The adversarial nature of dispute resolution procedures

We can monkey around with rearranging words without changing meaning or intent, or we can be serious and reframe our conflict resolution procedures to truly restore trust, respect and engagement.

<783 words and a sound clip of 30.26 minutes>

Sometimes I have clients who request coaching with me to revisit experiences they’ve had at work. They feel they had been mislead by the nice sounding language in  harassment and bullying policies, and by the kind encouragement by someone in HR to initiate the complaint procedure.  They then arrive at my office, several years later, still bitter and seething inside for how things had turned out. Someone has finally had enough of them harping on the same old issue again and said “Go talk to someone won’tcha, and get it out of your system.”  Ending up feeling victimized after seeking help against victimization seems to be a not uncommon end result.  Disengagement from the employer, from HR, and certainly from ‘the other party’ and his/her allies, seems to be a fairly common fate.

Then there are my misgivings about the effectiveness of employee engagement surveys in really telling us what’s going on in an organization.  I have had moments of deep frustration when there has been a failure by management to give feedback to employees on such surveys, and high exasperation at management’s failure to consult on ways in which disengagement might be addressed. And I don’t mean consulting with me, as the consultant, I mean consulting with the employees who told them, through the questionnaire responses, what was wrong.

I have also spent many hours thinking about how ineffective and adversarial most grievance and dispute resolutions policies truly are.  Disengagement is as much about the employer’s failure to reduce conflict in the workplace as it is about ensuring that employees have meaningful work lives.   Yet, I don’t fault management for this lack of insight: they are doing the best they can with what they have – I just happen to think that what they have no longer serves the interests of either management or employees, and that it is time we talk about it openly and with a vision of a new way.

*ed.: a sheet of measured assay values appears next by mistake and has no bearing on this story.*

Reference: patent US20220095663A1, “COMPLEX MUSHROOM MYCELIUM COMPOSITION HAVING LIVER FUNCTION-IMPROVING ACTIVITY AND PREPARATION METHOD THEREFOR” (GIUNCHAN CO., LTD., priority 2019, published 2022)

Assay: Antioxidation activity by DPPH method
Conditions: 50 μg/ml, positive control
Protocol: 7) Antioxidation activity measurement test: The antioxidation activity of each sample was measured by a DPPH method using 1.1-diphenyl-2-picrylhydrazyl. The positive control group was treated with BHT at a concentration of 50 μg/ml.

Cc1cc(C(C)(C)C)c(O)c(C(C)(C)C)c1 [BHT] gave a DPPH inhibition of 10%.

Grievance procedures are intrinsically adversarial: ostensibly intended to push the parties to resolve the conflict at the lowest possible level in the organization – closest to where the conflict arose – the procedural steps up the hierarchy suggest that it isn’t necessary to make the effort at level 1, because there’s an escalator that will get you to where the punishment will really hurt (the other person).

Harassment complaints are typically subject to investigation and conclude in a findings of fact: Harassment either occurred or didn’t occur. If the finding is yes, it occurred, the policy then may offer punitive measures all the way to down to dismissal.  If the finding is no, it wasn’t harassment, the complainant is sent back to the office, with loss of face for having spoken out.

Having policies to investigate and ‘fix’ a conflict without paying attention to the fundamental aspects of what people need in their relationships with other people causes more damage than repairing anything. How do we rebuild trust, respect and engagement when our tools push for a win/lose outcome?  Where is the scope to have a conversation about something that’s gone wrong between two people at work?  Where they can be sure that they will be treated with respect; will have the opportunity to be heard; and where they can explore the other person’s perspective, and then co-create an acceptable solution?

When I was trained as a mediator we learnt that mediation is about helping the parties to find the best acceptable solution to the conflict AND about restoring their relationship. If the employer’s policy doesn’t allow for these options then what is the mediator to do? (The answer to this question is that a mediator wouldn’t be called in – an investigator would be briefed, to make a determination of fact. Unfortunate, really, because there are such wonderful benefits to be derived from rebuilding trust, respect and engagement.)

I believe there is a great deal of work to be done in rethinking how labour, management and employees engage.  There are many Canadian employers that now have internal mediators and conflict coaches, but they are outliers – the exceptions.

Today I came across this interview with David Liddle, a mediator in the UK. He says it so well I want to share it with you.  I’d love your feedback on it when you’re done. (I like the way Liddle talks about “dispute escalation policies”, where he describes HR policies as “lacking compassion”, and how he advocates for the remodelling of policies to mirror the values of the organization.)


I'd appreciate you sharing this post with your networks.Share on Facebook
Tweet about this on Twitter
Share on LinkedIn
Email this to someone

Leave a Comment